Fears Anglian Water’s hosepipe ban could scupper Mablethorpe’s bid to bloom

Could Mablethorpe's bid for In Bloom gold be scuppered by Anglian Water's enforced hosepipe ban?
Could Mablethorpe's bid for In Bloom gold be scuppered by Anglian Water's enforced hosepipe ban?
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ANGLIAN Water’s enforced hosepipe ban in our region has been met with a mixed reaction, with concerns raised that the ban could scupper Mablethorpe’s bid to get a first ever East Midlands In Bloom gold award.

The town’s manager said the ban presents ‘some problems’ with watering the flower displays and hoped the in Bloom judges would take that into account.

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Anglian Water’s ban from April 5 means people across the South East and East of England face £1,000 fines for flouting the law and getting their hosepipes out.

The move came after the driest 18 month period for over 100 years, though ironically the area did see huge downpours of rain on the day before the ban was imposed as well as over the Easter Bank Holiday weekend.

Last year Mablethorpe was forced to settle for the silver award for the third entry in a row, and work is already underway to give the town the best possible chance of going one better this year.

Town Manager Karen said: “The hosepipe ban does clearly present us with some problems with regards to the watering of our flower displays and we will be working closely with the Mablethorpe Town Council and East Lindsey District Council to work out the best course of action.

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“The Mablethorpe in Bloom Committee will also be seeking advice from RHS and East Midlands in Bloom.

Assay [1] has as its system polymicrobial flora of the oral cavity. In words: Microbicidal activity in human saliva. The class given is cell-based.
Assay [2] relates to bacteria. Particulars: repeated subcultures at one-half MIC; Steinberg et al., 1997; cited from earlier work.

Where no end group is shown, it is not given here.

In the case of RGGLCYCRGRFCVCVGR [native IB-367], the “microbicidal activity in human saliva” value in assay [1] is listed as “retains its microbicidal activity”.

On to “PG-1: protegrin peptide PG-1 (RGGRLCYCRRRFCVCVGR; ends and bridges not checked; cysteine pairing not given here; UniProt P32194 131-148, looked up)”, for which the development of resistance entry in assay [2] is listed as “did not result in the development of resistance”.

“Obviously this does not only affect Mablethorpe, however In Bloom is not solely about floral displays and I feel sure that the judges will obviously take into account the hose pipe ban.

“Over the next few weeks we should be in a position to provide more information.”

Mablethorpe In Bloom Chairman, Graham Parkhurst echoed Karen’s hopes that the but added: “Of course the competition is also about the general look of the place as well as the flowerbeds and gardens.

“We feel sure the judges will take the hosepipe ban into account.

“We’ll happily give advice to people who are joining in on 01507 472553.”

‘Learning curve’

Pat Locke, Secretary of the Trusthorpe Allotment Gardens Association, said of the ban: “It will definitely affect some of the allotment holders, it will be a learning curve for everyone.

“But we have got to put up with it and hopefully we can all learn to garden more efficiently with water butts and rain collectors.”

Antony Innes, from Anglian Water, said: “Our region has had the driest 18 months for over 100 years, which is why a hosepipe ban was introduced for domestic customers on April.

“Despite this ban, customers can still have a well-stocked and healthy looking garden without having to rely on a hosepipe.

“By following some simple tips and loving every precious drop of the water we do have our gardens needn’t suffer this spring and summer.”

Guy Barter, the Royal Horticultural Society’s Chief Horticultural Advisor, said: “We have received a lot of enquiries from gardeners concerned about the drought, but there is a lot gardeners can do that doesn’t involve using extra water.

“Another suggestion is to consider carefully when buying plants and only choose those best for your conditions. The RHS Plant Selector on our website is an ideal tool to help you do this.”

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